Monday, March 17, 2014

Book Review: Cold-Case Christianity by J. Warner Wallace



Stars: 4 out of 5
Pros: Interesting perspective as we study Christian apologetics
Cons: Could go deeper at times
The Bottom Line:
Logical looking
Historical evidence
For the Christian faith




Looking at the Gospels Like a Detective

While I have studied it in the past, I haven't done much recently with my interest in apologetic, the arguments for why Christianity is true.  My love of mysteries combined with that interest for Cold-Case Christianity, a book I enjoyed despite some minor flaws.

J. Warner Wallace, a former cold-case detective, used to be a skeptic himself.  As he began to be drawn to Christianity, he started looking at it and the Gospels specifically as he would evaluate his work to see if it made sense.  As a result, he became a Christian.  Further study led to this book.

The book can really be divided into two sections.  In the first, he discusses 10 things he's learned over the years as a detective to see if what he is learning is true.  He talks about such things as keeping an open mind (including being open to the possibilities of miracles), testing to see if evidence found is actually part of the case, determining whether eye witnesses are reliable or not, and tracing the evidence.  Heck, he even discusses conspiracy theories and how relevant they are in real life (as apposed to fiction).  Each chapter in this second includes examples from his time as a detective and how these tools apply to Biblical scholarship and other arguments for Christianity.

The second half of the book takes these 10 tools and uses them to examine the Gospels specifically.  He looks at when they were written (are the Gospel writers really eye witnesses?), if there is outside evidence to support it, how certain are we that the Gospels we have today are the ones actually written, and whether the writers had any reason to lie when they were writing.

Overall, this book makes a very compelling case that the events in the Gospels are true.  There is little here that I hadn't heard before, but the way he presents it is new and different.  At times, things can get a bit dry in the second half, but that's never the case for long.  And, honestly, while he is presenting facts, these are important facts.  It's the meat of the book, and the time to pay the closest attention.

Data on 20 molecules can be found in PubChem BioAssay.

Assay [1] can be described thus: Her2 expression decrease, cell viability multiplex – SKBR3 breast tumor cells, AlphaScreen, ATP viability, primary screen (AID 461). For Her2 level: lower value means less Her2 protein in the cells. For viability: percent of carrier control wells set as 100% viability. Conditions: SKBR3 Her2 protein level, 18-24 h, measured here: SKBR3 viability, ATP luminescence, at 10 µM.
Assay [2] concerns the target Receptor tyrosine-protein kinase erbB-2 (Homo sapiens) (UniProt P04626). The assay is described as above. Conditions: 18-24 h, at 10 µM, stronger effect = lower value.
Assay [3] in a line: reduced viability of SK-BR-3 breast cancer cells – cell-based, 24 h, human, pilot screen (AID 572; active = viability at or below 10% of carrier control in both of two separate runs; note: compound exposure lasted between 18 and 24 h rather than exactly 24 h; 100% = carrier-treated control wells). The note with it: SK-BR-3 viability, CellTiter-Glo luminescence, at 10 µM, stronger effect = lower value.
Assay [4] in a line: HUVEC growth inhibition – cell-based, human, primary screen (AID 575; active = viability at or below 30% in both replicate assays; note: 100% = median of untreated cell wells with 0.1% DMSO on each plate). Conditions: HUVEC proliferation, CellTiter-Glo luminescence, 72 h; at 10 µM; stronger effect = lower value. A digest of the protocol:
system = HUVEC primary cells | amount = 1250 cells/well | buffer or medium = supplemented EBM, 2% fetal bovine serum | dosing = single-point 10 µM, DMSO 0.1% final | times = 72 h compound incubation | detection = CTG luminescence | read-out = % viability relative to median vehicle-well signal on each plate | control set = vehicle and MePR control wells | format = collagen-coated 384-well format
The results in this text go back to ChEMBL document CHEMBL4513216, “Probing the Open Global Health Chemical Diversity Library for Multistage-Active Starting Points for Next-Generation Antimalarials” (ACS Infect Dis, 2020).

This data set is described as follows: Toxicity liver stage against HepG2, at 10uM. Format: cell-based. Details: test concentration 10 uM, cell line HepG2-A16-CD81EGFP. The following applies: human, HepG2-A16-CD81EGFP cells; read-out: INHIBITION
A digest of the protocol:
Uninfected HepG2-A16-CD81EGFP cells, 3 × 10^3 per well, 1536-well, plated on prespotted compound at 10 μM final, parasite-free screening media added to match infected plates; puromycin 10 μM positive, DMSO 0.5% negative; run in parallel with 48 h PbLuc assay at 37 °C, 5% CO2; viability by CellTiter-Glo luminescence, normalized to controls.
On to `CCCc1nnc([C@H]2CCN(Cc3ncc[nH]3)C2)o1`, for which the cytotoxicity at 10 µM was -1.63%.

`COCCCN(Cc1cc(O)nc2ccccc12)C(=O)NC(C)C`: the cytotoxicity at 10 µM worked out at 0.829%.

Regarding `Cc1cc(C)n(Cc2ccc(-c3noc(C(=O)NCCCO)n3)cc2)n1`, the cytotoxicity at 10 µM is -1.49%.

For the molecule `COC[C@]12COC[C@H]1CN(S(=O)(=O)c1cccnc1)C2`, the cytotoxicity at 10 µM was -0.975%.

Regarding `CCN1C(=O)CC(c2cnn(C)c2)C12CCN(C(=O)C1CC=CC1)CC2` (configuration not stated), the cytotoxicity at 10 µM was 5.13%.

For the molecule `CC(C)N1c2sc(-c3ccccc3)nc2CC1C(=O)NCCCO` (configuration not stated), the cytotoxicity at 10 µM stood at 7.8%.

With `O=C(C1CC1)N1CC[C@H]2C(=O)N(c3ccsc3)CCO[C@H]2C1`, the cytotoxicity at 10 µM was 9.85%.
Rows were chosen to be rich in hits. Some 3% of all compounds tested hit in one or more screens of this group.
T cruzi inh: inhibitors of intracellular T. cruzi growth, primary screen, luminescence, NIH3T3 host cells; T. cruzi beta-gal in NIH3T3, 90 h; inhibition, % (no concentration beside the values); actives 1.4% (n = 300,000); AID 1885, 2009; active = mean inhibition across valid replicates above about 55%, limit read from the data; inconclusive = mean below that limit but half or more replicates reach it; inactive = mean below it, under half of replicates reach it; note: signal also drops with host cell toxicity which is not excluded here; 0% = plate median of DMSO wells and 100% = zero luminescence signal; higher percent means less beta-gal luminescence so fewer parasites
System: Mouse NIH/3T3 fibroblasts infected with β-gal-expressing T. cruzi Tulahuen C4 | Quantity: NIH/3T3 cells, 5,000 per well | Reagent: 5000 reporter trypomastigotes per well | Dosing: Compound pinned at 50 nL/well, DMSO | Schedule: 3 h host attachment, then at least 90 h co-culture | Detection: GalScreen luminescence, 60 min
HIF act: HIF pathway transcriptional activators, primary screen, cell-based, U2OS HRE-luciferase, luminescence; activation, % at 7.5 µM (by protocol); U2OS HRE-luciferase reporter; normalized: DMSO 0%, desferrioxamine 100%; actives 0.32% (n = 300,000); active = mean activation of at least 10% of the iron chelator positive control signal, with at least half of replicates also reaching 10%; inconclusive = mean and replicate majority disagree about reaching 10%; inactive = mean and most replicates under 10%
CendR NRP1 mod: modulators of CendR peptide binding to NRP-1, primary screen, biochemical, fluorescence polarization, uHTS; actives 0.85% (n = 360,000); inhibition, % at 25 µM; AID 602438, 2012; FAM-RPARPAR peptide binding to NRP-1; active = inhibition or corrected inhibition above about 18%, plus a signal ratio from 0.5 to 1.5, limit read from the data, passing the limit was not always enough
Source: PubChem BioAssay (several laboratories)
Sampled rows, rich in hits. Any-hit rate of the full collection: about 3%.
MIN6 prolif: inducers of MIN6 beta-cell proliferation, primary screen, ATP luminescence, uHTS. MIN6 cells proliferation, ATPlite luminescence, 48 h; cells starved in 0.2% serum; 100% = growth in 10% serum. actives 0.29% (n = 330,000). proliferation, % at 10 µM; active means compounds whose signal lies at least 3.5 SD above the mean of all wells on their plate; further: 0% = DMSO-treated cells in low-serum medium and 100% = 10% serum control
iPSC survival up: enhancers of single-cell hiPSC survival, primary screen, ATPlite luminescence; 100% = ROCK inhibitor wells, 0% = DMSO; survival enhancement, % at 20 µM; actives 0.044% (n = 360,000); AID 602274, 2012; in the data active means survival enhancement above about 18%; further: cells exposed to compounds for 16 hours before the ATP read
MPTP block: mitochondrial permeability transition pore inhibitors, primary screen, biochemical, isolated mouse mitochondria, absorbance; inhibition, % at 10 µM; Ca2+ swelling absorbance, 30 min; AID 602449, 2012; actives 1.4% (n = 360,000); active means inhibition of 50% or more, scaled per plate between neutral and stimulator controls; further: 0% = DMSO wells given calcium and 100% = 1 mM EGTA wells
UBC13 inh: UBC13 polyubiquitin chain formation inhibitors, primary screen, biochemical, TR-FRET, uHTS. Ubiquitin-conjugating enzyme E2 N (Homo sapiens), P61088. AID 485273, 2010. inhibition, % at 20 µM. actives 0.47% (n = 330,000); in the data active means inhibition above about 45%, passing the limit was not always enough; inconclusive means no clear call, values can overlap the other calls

At times, the book does seem a bit shallow.  Honestly, I wish he had dug deeper into a few of the things he brings up.  This is especially true in the first half when he often skims the surface of an idea he brings up.  Some of those are fleshed out better in the second half, and I appreciated that.  Others aren't, however.

If you are looking for more information, too, there are cobias notes and references in the back you can use to further examine any of the ideas that are presented.

On the other hand, the author's experiences as a cop lead him to make some points I hadn't really thought about before.  The biggest example comes when he is talking about eye witnesses and how they can often point out something different based on where they were when the crime happened.  It doesn't mean that one or the other witness is lying, it just means that not everyone saw every detail.  I've done that before with some of the stories in the Bible in my mind, but it was nice to have modern examples that show how it still looks.

As the book progresses, the author includes arguments from those who don't believe the Bible and then shows how their arguments don't measure up to the evidence we are seeing.  I appreciate these sections as they showed that the author was thinking through his arguments thoroughly.

The books end with a challenge to move from believing that God exists (which even the demons do) and can save us to believing that Jesus is God sent to save us.  There is a compelling argument to be made that this change to active faith is logical based on the evidence we can see in the world around us.

If you are at all interested in this subject, I challenge you to read Cold-Case Christianity for yourself.  While I wish it dug deeper at times, this book will give you enough evidence to start your search and point you to places you can find more information.

This is the most important decision you will ever make.  Don't pass up this look at whether Christianity has a basis in history or not.

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